For 31 years till it closed almost a year ago, the Fountain at the Four Seasons Hotel was both the city's power room and its go-to destination restaurant - a hushed, richly paneled, freshly linened affair, set beneath crystal chandeliers and awash in sprays of flowers.
Wait till you see what Sage Restaurant Group has done with the place, as The Logan prepares to open Dec. 18 at 18th Street and the Parkway. (The Four Seasons name will be on a hotel planned for the top of the Comcast Innovation and Technology Center when it opens down the street, at 18th and Arch, in 2017.)
Urban Farmer is a knockout. Billed as a steakhouse, it's a sprawling, rustic-chic-meets-contemporary restaurant whose energy and overall look change as you walk through. It's clad in whitewashed wood paneling. At once, it looks like a cozy lounge, with upholstered chairs, curio cabinets, tile floors, and light fixtures resembling brass chicken wire. A few steps away is a colorful bar beneath oversize cloth light fixtures, with wooden tables and marble-topped tables nearby. No tablecloths.
The kitchen is where it always has been, but the designers - Dash Design - have blown out the former discreet entrance to allow patrons to see the workings. Topped in tile, with the words Fresh Meat glowing in neon, it's now a communal charcuterie station and "pass" for food pickup that is both functional and visually interesting.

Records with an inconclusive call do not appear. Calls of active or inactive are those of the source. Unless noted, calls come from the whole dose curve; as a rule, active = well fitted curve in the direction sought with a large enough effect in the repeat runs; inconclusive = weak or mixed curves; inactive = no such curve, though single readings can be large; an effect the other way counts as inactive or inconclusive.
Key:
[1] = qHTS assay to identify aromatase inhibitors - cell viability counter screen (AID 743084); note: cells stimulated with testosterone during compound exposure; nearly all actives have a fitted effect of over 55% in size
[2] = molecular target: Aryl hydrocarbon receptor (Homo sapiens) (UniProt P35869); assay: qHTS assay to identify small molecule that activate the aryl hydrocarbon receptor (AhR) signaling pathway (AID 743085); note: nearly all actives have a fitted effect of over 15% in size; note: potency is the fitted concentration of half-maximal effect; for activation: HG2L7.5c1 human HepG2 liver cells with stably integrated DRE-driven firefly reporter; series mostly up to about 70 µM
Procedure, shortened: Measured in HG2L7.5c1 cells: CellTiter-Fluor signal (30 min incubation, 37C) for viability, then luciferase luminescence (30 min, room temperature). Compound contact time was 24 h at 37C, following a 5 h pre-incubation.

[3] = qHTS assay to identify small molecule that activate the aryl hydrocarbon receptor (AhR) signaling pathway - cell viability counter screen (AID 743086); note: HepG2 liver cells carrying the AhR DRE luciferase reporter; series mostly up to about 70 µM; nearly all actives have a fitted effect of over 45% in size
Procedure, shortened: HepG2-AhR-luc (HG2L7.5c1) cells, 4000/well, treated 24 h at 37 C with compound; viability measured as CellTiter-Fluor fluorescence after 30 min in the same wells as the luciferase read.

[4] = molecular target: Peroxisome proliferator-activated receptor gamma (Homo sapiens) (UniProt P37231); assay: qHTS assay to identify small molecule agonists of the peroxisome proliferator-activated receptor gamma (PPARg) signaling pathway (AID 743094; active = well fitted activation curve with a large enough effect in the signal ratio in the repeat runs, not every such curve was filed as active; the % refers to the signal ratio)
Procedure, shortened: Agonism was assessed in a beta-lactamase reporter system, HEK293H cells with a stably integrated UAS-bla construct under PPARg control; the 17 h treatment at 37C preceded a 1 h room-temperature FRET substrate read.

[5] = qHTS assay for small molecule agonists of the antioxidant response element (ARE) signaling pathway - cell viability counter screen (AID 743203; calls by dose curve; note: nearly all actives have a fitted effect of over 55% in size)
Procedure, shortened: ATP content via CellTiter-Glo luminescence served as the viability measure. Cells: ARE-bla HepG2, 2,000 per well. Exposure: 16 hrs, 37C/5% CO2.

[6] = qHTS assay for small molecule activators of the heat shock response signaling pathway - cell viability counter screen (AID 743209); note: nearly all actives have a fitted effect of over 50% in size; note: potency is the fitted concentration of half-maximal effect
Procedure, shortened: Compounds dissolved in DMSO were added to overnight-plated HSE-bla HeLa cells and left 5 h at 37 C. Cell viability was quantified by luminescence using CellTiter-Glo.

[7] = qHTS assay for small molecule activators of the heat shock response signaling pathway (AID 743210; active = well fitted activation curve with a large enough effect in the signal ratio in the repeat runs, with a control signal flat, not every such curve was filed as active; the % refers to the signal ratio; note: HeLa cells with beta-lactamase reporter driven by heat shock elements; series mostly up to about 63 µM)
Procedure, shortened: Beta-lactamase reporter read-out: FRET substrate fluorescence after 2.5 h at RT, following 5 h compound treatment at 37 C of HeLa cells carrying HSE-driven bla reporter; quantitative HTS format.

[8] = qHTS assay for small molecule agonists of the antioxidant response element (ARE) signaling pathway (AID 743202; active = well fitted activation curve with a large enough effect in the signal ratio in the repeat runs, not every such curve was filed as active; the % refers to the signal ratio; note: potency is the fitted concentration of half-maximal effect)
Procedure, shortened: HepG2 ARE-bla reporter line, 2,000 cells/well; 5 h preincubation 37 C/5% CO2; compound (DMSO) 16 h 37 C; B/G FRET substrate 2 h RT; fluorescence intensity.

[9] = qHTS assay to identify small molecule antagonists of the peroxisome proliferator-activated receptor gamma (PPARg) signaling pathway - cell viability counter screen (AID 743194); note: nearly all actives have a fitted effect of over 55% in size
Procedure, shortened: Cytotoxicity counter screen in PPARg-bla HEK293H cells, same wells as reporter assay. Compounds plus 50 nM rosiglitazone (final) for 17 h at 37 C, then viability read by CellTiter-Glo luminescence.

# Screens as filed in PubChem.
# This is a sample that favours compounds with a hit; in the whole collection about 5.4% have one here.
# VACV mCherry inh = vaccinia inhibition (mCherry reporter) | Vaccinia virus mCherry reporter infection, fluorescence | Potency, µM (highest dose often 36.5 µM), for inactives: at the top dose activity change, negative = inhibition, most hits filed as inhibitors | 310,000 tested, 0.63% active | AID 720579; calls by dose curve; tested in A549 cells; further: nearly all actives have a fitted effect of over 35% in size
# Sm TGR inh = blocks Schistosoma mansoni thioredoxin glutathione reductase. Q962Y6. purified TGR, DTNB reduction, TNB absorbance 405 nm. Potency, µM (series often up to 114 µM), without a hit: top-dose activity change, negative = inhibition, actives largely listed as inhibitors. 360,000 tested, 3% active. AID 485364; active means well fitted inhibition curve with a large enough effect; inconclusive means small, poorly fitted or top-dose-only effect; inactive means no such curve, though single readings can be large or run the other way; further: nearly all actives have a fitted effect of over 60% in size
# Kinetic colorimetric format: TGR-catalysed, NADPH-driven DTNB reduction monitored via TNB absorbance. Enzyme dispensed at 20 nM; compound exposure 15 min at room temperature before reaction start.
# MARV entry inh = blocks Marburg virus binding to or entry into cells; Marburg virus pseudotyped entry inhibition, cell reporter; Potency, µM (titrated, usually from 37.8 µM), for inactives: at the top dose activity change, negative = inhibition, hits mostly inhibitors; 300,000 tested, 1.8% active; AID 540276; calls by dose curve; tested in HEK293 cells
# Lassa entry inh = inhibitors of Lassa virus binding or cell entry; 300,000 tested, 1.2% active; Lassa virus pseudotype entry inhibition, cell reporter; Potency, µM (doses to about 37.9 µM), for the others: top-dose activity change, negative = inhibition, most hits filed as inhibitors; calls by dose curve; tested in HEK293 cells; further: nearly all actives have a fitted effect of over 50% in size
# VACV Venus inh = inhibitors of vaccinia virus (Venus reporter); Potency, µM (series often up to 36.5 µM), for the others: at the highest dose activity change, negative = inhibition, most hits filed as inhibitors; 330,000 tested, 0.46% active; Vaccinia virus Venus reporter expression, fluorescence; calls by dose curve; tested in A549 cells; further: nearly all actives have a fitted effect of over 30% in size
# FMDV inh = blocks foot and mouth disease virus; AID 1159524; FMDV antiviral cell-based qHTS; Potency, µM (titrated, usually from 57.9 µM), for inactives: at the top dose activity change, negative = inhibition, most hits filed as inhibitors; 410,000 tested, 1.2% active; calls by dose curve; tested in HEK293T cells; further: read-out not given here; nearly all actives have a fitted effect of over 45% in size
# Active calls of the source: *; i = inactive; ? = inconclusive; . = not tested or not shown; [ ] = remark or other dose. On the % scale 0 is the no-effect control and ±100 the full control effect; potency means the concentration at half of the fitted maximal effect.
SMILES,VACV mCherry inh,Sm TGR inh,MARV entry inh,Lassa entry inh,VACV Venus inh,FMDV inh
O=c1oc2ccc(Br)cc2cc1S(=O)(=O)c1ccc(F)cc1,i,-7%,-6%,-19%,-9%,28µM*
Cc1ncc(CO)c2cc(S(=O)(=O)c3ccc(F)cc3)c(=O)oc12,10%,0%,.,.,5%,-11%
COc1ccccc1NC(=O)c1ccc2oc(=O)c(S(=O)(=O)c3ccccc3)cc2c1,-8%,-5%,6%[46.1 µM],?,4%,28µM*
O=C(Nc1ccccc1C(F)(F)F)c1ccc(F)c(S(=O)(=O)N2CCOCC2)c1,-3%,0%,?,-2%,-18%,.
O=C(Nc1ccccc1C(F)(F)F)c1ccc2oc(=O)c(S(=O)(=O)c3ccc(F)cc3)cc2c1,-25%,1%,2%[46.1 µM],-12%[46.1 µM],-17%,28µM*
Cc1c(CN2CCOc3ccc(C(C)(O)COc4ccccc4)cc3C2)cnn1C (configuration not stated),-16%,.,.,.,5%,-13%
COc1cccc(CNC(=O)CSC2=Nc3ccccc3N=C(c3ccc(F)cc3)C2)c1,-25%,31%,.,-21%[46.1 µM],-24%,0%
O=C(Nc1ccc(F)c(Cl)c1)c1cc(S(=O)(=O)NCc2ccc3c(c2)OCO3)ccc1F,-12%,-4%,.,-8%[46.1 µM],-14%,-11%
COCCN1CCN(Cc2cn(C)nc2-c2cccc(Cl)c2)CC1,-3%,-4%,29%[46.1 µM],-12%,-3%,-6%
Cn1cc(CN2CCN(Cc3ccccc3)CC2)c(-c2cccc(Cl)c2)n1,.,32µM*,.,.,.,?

Designers also did something that Kohn Pedersen Fox chose not to do in the early 1980s: Install long, wide windows that look out onto Logan Circle. (The "Fountain" name was a touch ironic, since few seats could effectively look out onto one of the prettiest streets in town.) There also will be a long patio out front on the circle, fountain-side.
It also doesn't feel like a hotel restaurant, perhaps in part because the restaurant's main entrance has been moved to the circle. You can still enter through the lobby, which has a smart-looking bar near the hotel's entrance on 18th Street. In the spring, the hotel's roof will become a lounge with a full Parkway view.
As for the food: Denver-based Sage, whose cofounder Peter Karpinski was a lieutenant here for Stephen Starr a decade ago, is doing the farm-to-table experience, much as it does at its Urban Farmer locations in Portland, Ore., and Cleveland. His team, including Richard Brower, the executive chef, and Matt Christianson, the brand's culinary director, have been working for months with local farms and suppliers (Birchrun Hills Farm, Valley Shepherd Creamery, Barefoot Gardens, etc.). A cheese cart will roam the dining room.
Steaks are butchered and dry-aged in-house; there's a 21-day, grain-finished, 18-ounce New York strip on the menu, which is expense-account-priced.